Alec Wilder (February 16, 1907, USA – December 24, 1980, USA)
Alec Wilder (born Alexander Lafayette Chew Wilder). His family was prominent in Rochester; a downtown building (at the “Four Corners”) bears the family’s name. As a young boy, he traveled to New York City with his mother and stayed at the Algonquin Hotel. It would later be his home for the last 40 or so years of his life. He attended several prep schools, unhappily, as a teenager. Around this time, he hired a lawyer and essentially “divorced” himself from his family, gaining for himself some portion of the family fortune.
He was largely self-taught as a composer; he studied privately with the composers Herman Inch and Edward Royce, who taught at the Eastman School of Music in the 1920s, but never registered for classes and never received his degree. While there, he edited a humor magazine and scored music for short films directed by James Sibley Watson. Wilder was eventually awarded an honorary degree in 1973.
He was good friends with Frank Sinatra, Peggy Lee, Tony Bennett and other luminaries of the American popular music canon. Among the popular songs he wrote or co-wrote were “I’ll Be Around” (a hit for the Mills Brothers), “While We’re Young” (recorded by Peggy Lee and many others), “Blackberry Winter”, “Where Do You Go?” (recorded by Sinatra) and “It’s So Peaceful in the Country”. He also wrote many songs for the cabaret artist Mabel Mercer, including one of her signature pieces, “Have You Ever Crossed Over to Sneden’s?”. Unusually for a composer, Wilder occasionally wrote his own lyrics including for his most famous song ‘I’ll Be Around’. Other lyricists he worked with included Loonis McGlohon, William Engvick, Johnny Mercer and Fran Landesman.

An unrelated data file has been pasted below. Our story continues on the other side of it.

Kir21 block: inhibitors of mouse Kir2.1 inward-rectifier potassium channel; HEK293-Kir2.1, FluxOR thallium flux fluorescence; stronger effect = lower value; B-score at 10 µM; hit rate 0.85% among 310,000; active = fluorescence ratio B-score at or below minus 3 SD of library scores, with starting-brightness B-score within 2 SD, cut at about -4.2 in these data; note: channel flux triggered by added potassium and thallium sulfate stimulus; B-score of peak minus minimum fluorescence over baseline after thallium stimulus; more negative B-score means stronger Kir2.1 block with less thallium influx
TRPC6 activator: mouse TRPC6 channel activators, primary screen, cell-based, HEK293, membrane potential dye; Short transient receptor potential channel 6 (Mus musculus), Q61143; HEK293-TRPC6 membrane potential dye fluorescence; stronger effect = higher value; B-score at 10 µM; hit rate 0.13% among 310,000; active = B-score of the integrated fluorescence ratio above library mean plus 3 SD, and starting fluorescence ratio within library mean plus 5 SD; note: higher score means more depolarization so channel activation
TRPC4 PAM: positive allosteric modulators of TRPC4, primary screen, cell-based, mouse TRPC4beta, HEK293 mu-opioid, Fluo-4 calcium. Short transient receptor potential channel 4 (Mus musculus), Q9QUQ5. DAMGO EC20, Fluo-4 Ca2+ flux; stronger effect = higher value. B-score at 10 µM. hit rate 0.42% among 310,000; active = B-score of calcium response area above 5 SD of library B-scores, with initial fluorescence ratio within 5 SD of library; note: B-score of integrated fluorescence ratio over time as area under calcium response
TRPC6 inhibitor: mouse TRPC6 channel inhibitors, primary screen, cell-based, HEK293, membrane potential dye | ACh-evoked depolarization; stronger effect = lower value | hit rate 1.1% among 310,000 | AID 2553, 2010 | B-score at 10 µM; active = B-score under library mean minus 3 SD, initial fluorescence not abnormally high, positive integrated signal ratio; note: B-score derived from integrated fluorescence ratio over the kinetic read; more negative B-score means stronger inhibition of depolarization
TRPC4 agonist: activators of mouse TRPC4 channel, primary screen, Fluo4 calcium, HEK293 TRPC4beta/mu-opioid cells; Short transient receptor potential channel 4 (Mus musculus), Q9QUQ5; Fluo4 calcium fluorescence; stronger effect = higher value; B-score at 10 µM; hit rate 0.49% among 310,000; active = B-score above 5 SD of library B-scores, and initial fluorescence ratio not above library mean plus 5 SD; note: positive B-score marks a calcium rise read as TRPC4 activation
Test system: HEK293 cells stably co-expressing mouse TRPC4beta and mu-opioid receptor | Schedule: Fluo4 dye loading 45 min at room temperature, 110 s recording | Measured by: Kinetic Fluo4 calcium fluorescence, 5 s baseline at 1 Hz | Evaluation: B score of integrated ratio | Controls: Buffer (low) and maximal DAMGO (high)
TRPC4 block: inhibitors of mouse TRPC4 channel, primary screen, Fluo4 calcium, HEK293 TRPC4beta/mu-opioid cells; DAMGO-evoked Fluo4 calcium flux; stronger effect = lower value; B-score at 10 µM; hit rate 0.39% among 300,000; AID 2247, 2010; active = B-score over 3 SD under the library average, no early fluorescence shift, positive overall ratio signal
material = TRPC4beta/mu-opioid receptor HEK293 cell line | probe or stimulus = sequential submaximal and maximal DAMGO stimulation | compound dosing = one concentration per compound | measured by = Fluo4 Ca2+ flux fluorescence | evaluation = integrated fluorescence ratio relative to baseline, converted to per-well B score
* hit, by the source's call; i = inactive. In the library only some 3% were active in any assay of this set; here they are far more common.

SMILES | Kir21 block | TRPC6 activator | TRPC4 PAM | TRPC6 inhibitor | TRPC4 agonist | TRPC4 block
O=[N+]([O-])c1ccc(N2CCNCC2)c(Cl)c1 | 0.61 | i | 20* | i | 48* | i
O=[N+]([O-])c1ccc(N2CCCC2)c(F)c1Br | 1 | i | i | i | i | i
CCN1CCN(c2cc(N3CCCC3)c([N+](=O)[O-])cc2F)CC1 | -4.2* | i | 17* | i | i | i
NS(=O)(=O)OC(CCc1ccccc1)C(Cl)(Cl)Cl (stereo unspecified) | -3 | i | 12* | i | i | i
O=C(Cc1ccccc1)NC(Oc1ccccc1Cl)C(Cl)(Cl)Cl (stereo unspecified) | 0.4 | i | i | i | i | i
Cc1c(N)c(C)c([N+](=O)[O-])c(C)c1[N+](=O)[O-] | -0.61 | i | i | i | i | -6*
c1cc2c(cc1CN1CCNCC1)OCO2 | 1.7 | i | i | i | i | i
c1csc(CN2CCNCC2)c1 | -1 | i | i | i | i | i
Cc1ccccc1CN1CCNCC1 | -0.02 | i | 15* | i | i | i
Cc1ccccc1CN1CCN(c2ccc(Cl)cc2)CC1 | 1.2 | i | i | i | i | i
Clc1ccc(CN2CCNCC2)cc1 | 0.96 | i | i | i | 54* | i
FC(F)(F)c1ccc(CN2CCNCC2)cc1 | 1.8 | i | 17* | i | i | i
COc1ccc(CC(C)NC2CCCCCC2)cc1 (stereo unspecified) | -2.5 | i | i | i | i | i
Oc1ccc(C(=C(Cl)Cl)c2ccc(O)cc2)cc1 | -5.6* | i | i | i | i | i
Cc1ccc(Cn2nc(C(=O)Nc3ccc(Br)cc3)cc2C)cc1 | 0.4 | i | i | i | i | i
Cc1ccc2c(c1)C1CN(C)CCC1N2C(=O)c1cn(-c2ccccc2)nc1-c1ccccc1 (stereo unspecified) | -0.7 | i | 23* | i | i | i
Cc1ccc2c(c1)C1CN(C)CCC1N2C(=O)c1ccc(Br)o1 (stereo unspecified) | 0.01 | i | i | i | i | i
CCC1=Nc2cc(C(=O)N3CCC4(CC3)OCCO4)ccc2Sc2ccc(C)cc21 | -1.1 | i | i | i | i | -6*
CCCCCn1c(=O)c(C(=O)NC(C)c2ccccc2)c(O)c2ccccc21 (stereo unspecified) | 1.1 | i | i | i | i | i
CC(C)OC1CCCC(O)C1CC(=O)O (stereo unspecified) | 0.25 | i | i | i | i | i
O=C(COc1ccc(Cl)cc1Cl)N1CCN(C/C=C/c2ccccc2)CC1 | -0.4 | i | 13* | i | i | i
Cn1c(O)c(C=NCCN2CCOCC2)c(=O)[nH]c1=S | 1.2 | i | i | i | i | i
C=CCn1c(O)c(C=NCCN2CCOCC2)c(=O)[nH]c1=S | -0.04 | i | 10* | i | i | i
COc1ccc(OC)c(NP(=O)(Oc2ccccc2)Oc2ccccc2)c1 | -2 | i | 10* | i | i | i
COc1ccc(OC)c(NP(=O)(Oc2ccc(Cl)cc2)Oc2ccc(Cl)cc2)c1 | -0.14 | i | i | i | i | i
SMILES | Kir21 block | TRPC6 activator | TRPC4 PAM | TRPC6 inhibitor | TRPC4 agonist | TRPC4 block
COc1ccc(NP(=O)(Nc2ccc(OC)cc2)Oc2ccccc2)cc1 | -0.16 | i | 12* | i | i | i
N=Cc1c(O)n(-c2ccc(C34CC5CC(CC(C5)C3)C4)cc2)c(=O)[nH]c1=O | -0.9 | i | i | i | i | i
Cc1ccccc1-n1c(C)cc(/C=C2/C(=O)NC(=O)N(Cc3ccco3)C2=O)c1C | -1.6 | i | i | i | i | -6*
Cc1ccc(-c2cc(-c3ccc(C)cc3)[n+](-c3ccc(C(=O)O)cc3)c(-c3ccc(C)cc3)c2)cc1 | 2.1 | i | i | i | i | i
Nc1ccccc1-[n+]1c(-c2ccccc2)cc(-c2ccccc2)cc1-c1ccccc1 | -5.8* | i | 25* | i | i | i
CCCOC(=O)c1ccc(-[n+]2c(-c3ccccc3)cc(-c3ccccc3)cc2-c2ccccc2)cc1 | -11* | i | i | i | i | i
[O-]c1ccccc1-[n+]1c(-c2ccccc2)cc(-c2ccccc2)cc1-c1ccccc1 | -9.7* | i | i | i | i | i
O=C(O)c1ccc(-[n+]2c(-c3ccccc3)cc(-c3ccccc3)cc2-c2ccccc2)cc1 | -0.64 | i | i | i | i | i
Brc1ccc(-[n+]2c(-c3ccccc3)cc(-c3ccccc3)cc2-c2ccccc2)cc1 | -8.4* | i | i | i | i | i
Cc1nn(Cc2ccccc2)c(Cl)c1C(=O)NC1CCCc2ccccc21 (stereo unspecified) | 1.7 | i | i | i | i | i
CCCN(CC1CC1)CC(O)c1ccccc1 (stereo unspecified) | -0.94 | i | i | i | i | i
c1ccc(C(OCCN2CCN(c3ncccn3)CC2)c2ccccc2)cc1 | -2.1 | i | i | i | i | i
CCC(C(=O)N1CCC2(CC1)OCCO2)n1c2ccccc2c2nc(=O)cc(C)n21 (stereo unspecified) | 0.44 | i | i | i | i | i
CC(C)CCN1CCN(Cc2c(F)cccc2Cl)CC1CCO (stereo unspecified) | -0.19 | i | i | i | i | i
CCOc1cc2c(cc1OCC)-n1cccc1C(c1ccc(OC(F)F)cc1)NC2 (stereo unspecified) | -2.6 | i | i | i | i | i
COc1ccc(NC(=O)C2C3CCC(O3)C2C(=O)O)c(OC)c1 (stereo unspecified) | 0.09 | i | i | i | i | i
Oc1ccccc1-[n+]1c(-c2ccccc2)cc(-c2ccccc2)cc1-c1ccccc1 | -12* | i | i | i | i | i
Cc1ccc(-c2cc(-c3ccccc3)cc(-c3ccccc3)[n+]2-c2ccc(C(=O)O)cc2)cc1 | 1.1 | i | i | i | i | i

In addition to writing popular songs, Wilder also composed classical pieces for exotic combinations of orchestral instruments. The Alec Wilder Octet, including Eastman classmate Mitch Miller on oboe, recorded several of his originals for Brunswick Records in 1938-40. His classical numbers, which often had off-beat, humorous titles (“The Hotel Detective Registers”), were strongly influenced by jazz. He wrote eleven operas; one of which, Miss Chicken Little (1953), was commissioned for television by CBS. Sinatra conducted an album of Wilder’s classical music. Alec Wilder also arranged a series of Christmas carols for Tubachristmas.
Wilder wrote the definitive book American Popular Song: The Great Innovators, 1900–1950 (1972). He was also featured in a radio series based on the book, broadcast in the mid ’70s. With lyricist Loonis McGlohon, he composed songs for the Land of Oz theme park in Banner Elk, North Carolina.
Alec Wilder loved puzzles: he created his own cryptic crosswords, and could spend hours with a jigsaw puzzle. He also loved to talk (he had an encyclopedic knowledge of the world) and most of all, laugh. Displeased with how Peggy Lee improvised the ending of While We’re Young, he wrote her a note: “The next time you come to the bridge [of the song], jump!”He often maintained that music publishers “stole everything”, but in a reflective moment, noted that as badly as he had been treated by the powers-that-be of the music industry, black artists had been treated worse.
Wilder is buried in a Catholic cemetery in Avon, New York, outside Rochester.